Jews were first recorded living in Guadeloupe in the late 14th century. In 1391, in a surge of anti-Jewish riots that began in Spain, the most of the Jews were murdered. The community, however, began to revive during the mid-15th century. In 1485, the local inquisitor, Nuño de Arévalo, forbid all Jews from living in Guadeloupe.
Prior to the expulsion of the Jews from Spain and Portugal in 1492, the Jewish community sold the land of the old cemetery to the local bishop. Many Jews were forced into converting to Christianity; the Conversos in Guadeloupe lived together in a specified street in the former Jewish quarter. In 1489, two monks Diego de Marchena and García Capata, were burned at the stake for converting to Judaism.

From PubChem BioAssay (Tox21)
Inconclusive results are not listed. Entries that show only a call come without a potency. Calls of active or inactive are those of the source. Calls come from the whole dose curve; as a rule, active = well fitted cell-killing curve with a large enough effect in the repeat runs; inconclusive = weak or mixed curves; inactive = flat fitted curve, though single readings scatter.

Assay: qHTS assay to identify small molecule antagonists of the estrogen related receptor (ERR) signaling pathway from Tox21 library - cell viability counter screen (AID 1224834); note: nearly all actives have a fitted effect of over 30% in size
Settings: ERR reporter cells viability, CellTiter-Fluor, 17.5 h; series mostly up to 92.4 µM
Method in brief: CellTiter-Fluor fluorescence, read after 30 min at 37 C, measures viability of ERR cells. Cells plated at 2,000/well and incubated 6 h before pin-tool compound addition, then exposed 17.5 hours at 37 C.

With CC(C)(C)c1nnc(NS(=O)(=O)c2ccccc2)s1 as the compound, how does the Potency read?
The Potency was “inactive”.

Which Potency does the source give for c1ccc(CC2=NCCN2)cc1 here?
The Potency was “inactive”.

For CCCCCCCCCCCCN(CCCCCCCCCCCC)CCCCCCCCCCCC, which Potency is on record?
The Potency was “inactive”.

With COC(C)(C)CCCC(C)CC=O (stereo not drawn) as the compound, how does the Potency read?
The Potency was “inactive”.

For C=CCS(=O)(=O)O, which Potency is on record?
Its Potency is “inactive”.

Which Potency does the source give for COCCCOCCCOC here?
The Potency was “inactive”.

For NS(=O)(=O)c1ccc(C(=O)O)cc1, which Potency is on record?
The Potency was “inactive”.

In 1654, three shiploads of Jewish refugees from Brazil settled in Guadeloupe. During that time, the Jews were welcomed by the French owner of the island. Even the capital of Guadalupe, Pointe-a-Pitre was named after a Brazilian Jew, called Pietre who started a fish processing plant in the city. The Jews established sugarcane plantations, which ultimately became the country’s leading export. In 1685, however, King Louis XIV issued “The Black Code” expelling all Jews from Guadeloupe.
During the latter part of the 20th century, many Jews began to arrive from North Africa and France. In 1988, the Jewish community consecrated the first synagogue in Guadeloupe, Or Sameah. Later the congregation added a Talmud Torah, community center, kosher store, and Jewish cemetery.
Today, approximately 50 Jews live in Guadeloupe.
Communaute' Cultuelle Israelite